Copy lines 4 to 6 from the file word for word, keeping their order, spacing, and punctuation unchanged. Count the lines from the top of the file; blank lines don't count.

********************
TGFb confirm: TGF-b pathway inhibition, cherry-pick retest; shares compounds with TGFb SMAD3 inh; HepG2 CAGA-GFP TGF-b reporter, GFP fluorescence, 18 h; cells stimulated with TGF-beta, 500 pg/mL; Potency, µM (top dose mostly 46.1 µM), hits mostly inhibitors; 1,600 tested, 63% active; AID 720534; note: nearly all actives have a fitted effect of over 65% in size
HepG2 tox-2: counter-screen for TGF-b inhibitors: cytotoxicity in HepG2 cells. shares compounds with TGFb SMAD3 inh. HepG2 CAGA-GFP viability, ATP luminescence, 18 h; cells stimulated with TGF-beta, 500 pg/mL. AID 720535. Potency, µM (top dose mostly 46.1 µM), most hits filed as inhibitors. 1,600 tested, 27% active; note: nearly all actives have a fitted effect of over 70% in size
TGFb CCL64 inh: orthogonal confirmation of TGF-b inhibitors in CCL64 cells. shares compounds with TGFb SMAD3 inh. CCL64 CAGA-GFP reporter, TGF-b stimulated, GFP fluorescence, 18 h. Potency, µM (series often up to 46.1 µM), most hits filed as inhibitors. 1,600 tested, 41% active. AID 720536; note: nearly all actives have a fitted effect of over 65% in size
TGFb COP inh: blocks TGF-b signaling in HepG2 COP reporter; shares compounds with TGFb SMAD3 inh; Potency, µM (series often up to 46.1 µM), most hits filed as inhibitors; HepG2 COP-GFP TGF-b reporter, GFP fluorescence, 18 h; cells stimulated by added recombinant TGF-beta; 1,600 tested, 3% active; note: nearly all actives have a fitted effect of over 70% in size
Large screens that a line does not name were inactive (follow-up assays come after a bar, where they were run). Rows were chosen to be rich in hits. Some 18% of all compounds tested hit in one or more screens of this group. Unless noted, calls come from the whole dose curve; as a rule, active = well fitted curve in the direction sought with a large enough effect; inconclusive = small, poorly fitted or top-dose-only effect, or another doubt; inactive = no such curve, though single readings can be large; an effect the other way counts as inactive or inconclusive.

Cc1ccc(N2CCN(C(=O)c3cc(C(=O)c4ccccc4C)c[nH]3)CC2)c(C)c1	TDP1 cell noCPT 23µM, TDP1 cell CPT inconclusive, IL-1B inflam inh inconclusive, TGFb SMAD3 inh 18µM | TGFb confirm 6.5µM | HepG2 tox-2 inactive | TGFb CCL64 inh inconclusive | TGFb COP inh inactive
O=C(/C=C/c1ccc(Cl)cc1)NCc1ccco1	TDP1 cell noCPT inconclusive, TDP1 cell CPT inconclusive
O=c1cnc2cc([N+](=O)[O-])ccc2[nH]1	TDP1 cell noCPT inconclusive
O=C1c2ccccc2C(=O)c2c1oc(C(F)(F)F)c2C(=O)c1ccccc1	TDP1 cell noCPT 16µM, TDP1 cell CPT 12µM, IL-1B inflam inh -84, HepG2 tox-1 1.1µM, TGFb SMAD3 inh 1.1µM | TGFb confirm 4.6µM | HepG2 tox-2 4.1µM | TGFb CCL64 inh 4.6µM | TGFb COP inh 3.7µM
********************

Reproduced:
TGFb COP inh: blocks TGF-b signaling in HepG2 COP reporter; shares compounds with TGFb SMAD3 inh; Potency, µM (series often up to 46.1 µM), most hits filed as inhibitors; HepG2 COP-GFP TGF-b reporter, GFP fluorescence, 18 h; cells stimulated by added recombinant TGF-beta; 1,600 tested, 3% active; note: nearly all actives have a fitted effect of over 70% in size
Large screens that a line does not name were inactive (follow-up assays come after a bar, where they were run). Rows were chosen to be rich in hits. Some 18% of all compounds tested hit in one or more screens of this group. Unless noted, calls come from the whole dose curve; as a rule, active = well fitted curve in the direction sought with a large enough effect; inconclusive = small, poorly fitted or top-dose-only effect, or another doubt; inactive = no such curve, though single readings can be large; an effect the other way counts as inactive or inconclusive.

Cc1ccc(N2CCN(C(=O)c3cc(C(=O)c4ccccc4C)c[nH]3)CC2)c(C)c1	TDP1 cell noCPT 23µM, TDP1 cell CPT inconclusive, IL-1B inflam inh inconclusive, TGFb SMAD3 inh 18µM | TGFb confirm 6.5µM | HepG2 tox-2 inactive | TGFb CCL64 inh inconclusive | TGFb COP inh inactive